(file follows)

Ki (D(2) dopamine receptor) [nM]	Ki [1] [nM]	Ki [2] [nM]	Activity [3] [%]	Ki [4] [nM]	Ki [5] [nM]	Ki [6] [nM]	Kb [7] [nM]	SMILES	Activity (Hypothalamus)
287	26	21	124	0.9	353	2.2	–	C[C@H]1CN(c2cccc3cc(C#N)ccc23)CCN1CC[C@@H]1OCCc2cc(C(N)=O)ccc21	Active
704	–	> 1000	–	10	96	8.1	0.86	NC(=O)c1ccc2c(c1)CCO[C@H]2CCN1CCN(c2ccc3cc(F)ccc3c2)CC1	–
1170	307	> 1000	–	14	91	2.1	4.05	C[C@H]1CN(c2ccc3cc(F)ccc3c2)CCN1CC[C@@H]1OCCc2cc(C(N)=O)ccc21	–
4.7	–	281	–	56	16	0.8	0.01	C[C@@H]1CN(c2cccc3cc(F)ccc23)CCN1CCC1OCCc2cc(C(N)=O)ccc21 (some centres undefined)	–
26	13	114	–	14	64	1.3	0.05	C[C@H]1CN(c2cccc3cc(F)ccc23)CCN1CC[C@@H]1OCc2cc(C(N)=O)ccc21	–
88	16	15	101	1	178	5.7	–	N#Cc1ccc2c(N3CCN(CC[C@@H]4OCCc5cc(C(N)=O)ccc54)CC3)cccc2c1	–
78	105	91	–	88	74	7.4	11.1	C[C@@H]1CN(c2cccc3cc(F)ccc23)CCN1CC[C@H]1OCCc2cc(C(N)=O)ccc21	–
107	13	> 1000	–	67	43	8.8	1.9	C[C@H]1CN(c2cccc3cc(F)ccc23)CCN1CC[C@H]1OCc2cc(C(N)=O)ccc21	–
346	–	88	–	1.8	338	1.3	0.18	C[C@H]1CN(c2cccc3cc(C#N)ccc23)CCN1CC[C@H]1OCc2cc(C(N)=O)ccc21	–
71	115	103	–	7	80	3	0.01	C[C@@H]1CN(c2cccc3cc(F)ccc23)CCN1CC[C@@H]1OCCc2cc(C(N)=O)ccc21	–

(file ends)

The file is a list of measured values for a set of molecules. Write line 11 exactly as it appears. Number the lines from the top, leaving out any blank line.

71	115	103	–	7	80	3	0.01	C[C@@H]1CN(c2cccc3cc(F)ccc23)CCN1CC[C@@H]1OCCc2cc(C(N)=O)ccc21	–